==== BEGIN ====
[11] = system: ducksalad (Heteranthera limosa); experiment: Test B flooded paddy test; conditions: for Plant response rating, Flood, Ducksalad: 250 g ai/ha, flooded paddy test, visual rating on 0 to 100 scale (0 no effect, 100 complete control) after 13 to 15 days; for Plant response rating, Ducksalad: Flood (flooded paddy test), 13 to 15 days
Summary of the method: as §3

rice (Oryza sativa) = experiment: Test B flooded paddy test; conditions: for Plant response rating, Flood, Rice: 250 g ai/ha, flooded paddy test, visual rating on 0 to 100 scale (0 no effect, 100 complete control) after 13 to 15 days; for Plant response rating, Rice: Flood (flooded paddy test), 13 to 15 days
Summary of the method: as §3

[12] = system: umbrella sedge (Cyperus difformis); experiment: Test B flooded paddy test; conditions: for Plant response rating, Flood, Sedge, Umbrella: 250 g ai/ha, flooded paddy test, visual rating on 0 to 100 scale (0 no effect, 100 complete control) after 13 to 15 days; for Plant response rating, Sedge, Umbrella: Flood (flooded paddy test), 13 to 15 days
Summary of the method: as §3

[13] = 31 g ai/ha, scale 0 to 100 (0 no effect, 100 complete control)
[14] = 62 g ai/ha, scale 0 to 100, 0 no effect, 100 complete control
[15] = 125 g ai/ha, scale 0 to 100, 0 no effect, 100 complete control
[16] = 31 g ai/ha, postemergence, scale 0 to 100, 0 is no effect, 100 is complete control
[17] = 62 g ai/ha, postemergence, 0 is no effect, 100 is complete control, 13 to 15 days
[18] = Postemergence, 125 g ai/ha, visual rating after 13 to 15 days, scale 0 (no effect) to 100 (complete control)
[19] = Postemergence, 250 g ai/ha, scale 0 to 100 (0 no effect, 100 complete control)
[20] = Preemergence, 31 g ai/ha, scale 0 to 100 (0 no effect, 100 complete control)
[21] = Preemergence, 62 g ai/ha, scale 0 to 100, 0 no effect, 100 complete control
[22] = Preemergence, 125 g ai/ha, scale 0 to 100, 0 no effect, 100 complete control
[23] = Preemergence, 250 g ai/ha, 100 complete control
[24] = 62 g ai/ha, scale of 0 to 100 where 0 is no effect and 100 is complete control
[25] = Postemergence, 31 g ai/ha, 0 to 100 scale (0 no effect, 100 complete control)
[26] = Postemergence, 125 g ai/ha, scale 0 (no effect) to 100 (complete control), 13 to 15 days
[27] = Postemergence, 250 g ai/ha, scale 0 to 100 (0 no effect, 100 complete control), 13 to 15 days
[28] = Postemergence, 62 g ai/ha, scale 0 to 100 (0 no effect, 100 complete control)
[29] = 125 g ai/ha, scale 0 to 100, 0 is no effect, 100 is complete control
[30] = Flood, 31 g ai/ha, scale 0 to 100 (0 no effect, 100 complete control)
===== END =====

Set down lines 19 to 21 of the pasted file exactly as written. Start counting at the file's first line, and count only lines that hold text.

[25] = Postemergence, 31 g ai/ha, 0 to 100 scale (0 no effect, 100 complete control)
[26] = Postemergence, 125 g ai/ha, scale 0 (no effect) to 100 (complete control), 13 to 15 days
[27] = Postemergence, 250 g ai/ha, scale 0 to 100 (0 no effect, 100 complete control), 13 to 15 days